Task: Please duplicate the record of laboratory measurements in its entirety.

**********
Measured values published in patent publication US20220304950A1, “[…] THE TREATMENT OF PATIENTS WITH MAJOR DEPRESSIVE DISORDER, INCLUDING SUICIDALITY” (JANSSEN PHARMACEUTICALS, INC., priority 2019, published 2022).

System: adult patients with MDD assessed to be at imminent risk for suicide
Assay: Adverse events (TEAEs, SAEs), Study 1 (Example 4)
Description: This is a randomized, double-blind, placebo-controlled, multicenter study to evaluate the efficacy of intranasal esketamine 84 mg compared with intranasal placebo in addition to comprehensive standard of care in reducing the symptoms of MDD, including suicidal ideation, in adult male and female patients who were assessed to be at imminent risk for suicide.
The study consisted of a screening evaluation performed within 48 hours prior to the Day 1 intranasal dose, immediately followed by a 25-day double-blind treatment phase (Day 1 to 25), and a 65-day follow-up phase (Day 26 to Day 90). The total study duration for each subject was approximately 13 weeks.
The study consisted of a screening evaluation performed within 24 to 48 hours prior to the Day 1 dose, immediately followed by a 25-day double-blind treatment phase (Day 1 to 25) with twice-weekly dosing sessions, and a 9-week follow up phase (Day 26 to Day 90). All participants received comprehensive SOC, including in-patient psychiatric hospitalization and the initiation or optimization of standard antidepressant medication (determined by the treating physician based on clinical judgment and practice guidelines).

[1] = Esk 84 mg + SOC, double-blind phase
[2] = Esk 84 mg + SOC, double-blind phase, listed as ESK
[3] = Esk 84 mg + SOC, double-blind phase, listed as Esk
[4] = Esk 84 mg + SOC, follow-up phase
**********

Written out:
Measured values published in patent publication US20220304950A1, “[…] THE TREATMENT OF PATIENTS WITH MAJOR DEPRESSIVE DISORDER, INCLUDING SUICIDALITY” (JANSSEN PHARMACEUTICALS, INC., priority 2019, published 2022).

System: adult patients with MDD assessed to be at imminent risk for suicide
Assay: Adverse events (TEAEs, SAEs), Study 1 (Example 4)
Description: This is a randomized, double-blind, placebo-controlled, multicenter study to evaluate the efficacy of intranasal esketamine 84 mg compared with intranasal placebo in addition to comprehensive standard of care in reducing the symptoms of MDD, including suicidal ideation, in adult male and female patients who were assessed to be at imminent risk for suicide.
The study consisted of a screening evaluation performed within 48 hours prior to the Day 1 intranasal dose, immediately followed by a 25-day double-blind treatment phase (Day 1 to 25), and a 65-day follow-up phase (Day 26 to Day 90). The total study duration for each subject was approximately 13 weeks.
The study consisted of a screening evaluation performed within 24 to 48 hours prior to the Day 1 dose, immediately followed by a 25-day double-blind treatment phase (Day 1 to 25) with twice-weekly dosing sessions, and a 9-week follow up phase (Day 26 to Day 90). All participants received comprehensive SOC, including in-patient psychiatric hospitalization and the initiation or optimization of standard antidepressant medication (determined by the treating physician based on clinical judgment and practice guidelines).

[1] = Esk 84 mg + SOC, double-blind phase
[2] = Esk 84 mg + SOC, double-blind phase, listed as ESK
[3] = Esk 84 mg + SOC, double-blind phase, listed as Esk
[4] = Esk 84 mg + SOC, follow-up phase